My Summer Reading

Thursday, July 23rd, 2009 • 6 Comments on My Summer Reading

So, I haven’t been writing much lately.  Cue the ominous music.  I’m slowly (very slowly) getting back to it.  In the meantime, while I haven’t been doing a lot of writing I’ve been doing a lot more reading.  I’m funny like that—the more I’m writing, the less I’m reading.  So, I do like to take advantage of the lull in creativity and catch up on some books. 

I plowed through two of the last three Laurel K. Hamilton Anita Blake books (I think I’ll wait for Skin Trade to come out in paperback) and the last two Stephanie Plum books by Janet Evanovich.  It’s fun to revisit familiar characters (and after 15 Stephanie Plum books and, what?, 18 Anita Blake books, I feel like I really know the characters) even when the stories start to run together.

image image  My waiting room book right now is Jennifer Weiner’s Little Earthquakes (about three pregnant/new moms, appropriately enough) before I delve into her new hardcover Best Friends Forever (which I just read is the NYT #1 best seller!).  I scored her newest book from Simon & Schuster on Twitter during a BEA promotion in May.  So I’ll be reviewing Best Friends Forever here and on Amazon. 

(See, Twitter is not entirely the time waster some people think it is!  Okay, it is, but you can also get free stuff.  That’s something, right?)

Oh, and by “waiting room book” I mean the book that I only take with me to doctor’s appointments or wherever else I might be happen to be waiting.  It gives me something to look forward to when I’m dreading the two-hour wait for a fifteen minute office visit.  Am I the only one that has a special book just for waiting rooms?  Please let me I’m not.

image  I picked up Afterbirth: Stories You Won’t Read in a Parenting Magazine (edited by Dani Klein Modisett) after my cousin sent me a link to Caroline Bicks’s hilarious essay My Date With Dr. Ferber.  I’m looking forward to the wit and wisdom in this book, though I’m afraid I’m horrified by some of it (see Bicks’s essay about what a rebellious toddler can do). If nothing else, it promises to be more fun than reading What to Expect When You’re Expecting.

I am looking for pregnancy/motherhood/parenting book recommendations (both practical and entertaining) while I still have time to read such things.  So, if there is a book I must read before this baby arrives, let me know!  I’m currently reading On Becoming Baby Wise: Giving Your Infant the Gift of Nighttime Sleep because I’m determined to have a child who sleeps better than I do!  For fun, I had to buy Hatched! The Big Push from Pregnancy to Motherhood when I was at Borders yesterday.  Had to.  Seriously.

image  In anticipation of the movie, I am finally going to read The Time Traveler’s Wife.  I have wanted to read this book since it came out six years ago—which is why I no longer let myself buy books in hardcover.  At least this particular hardcover was a gift and not one of my many, many bookstore purchases.

That’s just a little taste of my summer reading list.  There are so many books I hope to read before the busy, busy fall season—which will be even busier than usual for me.  But I’m such a book nerd, I’m really looking forward to the many, many children’s books I’m going to be purchasing over the next few years!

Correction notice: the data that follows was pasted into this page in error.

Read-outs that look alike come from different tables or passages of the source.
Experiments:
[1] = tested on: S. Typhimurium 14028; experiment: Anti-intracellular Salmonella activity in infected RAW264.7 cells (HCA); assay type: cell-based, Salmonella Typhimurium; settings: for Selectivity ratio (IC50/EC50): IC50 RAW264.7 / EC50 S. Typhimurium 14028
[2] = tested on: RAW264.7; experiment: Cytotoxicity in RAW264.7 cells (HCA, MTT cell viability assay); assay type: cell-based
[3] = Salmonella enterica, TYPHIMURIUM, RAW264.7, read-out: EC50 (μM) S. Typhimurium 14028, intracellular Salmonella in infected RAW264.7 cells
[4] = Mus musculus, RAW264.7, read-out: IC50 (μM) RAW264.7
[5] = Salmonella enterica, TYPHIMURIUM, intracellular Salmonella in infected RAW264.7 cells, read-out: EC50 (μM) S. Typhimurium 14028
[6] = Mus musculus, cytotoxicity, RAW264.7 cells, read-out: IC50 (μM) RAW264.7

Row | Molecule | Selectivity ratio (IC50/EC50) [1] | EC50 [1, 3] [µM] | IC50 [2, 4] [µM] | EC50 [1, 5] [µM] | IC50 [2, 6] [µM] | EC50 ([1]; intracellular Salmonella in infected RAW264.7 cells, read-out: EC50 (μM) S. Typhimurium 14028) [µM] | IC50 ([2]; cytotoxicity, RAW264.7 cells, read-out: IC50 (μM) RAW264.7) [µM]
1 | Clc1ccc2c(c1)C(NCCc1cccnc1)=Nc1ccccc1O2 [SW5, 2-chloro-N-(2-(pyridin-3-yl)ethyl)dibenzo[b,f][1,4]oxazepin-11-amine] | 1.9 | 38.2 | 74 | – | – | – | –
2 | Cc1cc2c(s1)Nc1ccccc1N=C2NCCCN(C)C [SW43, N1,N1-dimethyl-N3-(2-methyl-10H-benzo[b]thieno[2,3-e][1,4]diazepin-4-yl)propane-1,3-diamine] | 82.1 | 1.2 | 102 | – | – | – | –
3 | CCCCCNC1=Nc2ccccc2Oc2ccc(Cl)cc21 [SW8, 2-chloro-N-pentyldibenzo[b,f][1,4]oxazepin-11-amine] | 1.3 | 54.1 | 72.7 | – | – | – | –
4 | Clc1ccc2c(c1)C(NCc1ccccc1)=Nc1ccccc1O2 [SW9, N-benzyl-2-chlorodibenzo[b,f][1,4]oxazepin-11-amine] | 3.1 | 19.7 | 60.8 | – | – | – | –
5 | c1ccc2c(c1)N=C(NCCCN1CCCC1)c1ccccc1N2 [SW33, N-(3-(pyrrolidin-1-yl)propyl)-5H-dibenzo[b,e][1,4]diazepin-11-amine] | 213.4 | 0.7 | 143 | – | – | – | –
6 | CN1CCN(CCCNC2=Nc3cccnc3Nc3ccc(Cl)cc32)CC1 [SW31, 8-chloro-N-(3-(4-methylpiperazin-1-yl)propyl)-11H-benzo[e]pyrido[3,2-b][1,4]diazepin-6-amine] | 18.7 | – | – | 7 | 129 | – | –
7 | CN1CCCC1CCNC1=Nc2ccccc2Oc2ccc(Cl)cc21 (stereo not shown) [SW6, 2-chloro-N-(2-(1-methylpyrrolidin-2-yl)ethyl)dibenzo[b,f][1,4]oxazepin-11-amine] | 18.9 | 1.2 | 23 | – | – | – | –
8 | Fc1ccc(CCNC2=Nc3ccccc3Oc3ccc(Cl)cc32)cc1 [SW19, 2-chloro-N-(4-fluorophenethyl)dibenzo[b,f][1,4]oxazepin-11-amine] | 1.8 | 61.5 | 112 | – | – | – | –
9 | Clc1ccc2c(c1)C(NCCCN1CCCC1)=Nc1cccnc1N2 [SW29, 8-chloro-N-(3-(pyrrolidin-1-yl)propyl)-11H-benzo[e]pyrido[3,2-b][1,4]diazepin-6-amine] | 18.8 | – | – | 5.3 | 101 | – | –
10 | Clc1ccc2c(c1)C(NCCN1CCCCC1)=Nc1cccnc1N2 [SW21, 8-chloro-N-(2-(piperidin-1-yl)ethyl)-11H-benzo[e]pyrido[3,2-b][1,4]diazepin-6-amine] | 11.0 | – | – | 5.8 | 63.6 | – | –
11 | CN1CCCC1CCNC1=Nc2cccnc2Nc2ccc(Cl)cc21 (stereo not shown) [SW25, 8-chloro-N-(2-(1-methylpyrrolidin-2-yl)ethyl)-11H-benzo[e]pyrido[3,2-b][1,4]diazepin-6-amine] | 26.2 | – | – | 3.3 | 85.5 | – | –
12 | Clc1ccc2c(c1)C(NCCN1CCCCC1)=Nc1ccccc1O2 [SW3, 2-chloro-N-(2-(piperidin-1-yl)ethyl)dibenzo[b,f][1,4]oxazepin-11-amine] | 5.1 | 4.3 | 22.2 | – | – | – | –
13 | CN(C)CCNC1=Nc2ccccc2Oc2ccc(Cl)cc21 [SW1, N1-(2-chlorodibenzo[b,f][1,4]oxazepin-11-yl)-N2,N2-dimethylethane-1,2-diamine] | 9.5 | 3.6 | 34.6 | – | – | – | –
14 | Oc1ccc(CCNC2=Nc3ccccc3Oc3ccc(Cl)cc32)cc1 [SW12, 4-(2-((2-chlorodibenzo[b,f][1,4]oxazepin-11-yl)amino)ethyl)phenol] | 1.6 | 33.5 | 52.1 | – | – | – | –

Posted by Kristina in Books and Reading
  • danielle says: even though you didnt wrote thatn much you get a lot to read ,….grin
    the only book from that list bi ve read&remember;is the first anita blake book..which was..even though it was discribed to me as a typical womens book ..quite good and entertaining…i might finally start to read the*..circus of the damned?? if i remember right…

  • Kristina says:

    Danielle ~ I actually know as many men who like Hamilton’s vampire books as women.  There’s enough violence to satisfy the most masculine male. wink

  • Kristina says:

    Nikki ~  Thanks for the natural childbirth book recommendations!  I am *very* interested in hypnobirthing, I think I might be good at it.  Unfortunately, there isn’t a class near me, so I’ll have to study on my own. 

    A friend did tell me that the What to Expect the First Year is good for answering those panicky first-time parent questions.  She said just read a month in advance and you’ll be good.  The What to Expect When You’re Expecting isn’t so much grim as it is vague.  It’s like they don’t really want to give any definitive answers, so everything is “Consult with your doctor if you’re concerned.”  Well, duh.  That’s why I’m looking it up! 

    Oh what fun…

  • Nikki says:

    Hi hon,

    Oooohhhhhhh babybooks! I can’t read another one or I shall be sick! Anyway, I’ve not read it, but it seems ‘What to Expect’ has a reputation for being full of doom-mongering Worst Case Scenarios. I know a lot of people advise avoiding it.

    I’d rec Ina May’s guide to childbirth, especially if you’re planning a natural birth. Very down to earth and reassuring. Also the hypnobirthing book by Marie Mongan – even if you’re not planning to use hypno – I found it amazingly full of very useful, practical information about the actual physical processes involved.

    As for what comes after birth – oh, I don’t have a clue! Damn, forgot that bit … well, it can’t be that hard, surely?  ; )

    N x

  • danielle says:

    no seriously..i m the product of such a natural hippie born underwater in a tup so i dont get faced with the mean cold world bla bla bla birth..and see what happened to me..hehe*

    @ nikki..i cant count anymore how many babybooks..pregnancy books and after birth books i already read…and still not done with it..grin

  • Blogrotica says:

    Somtimes it requires reading to become inspired once again!

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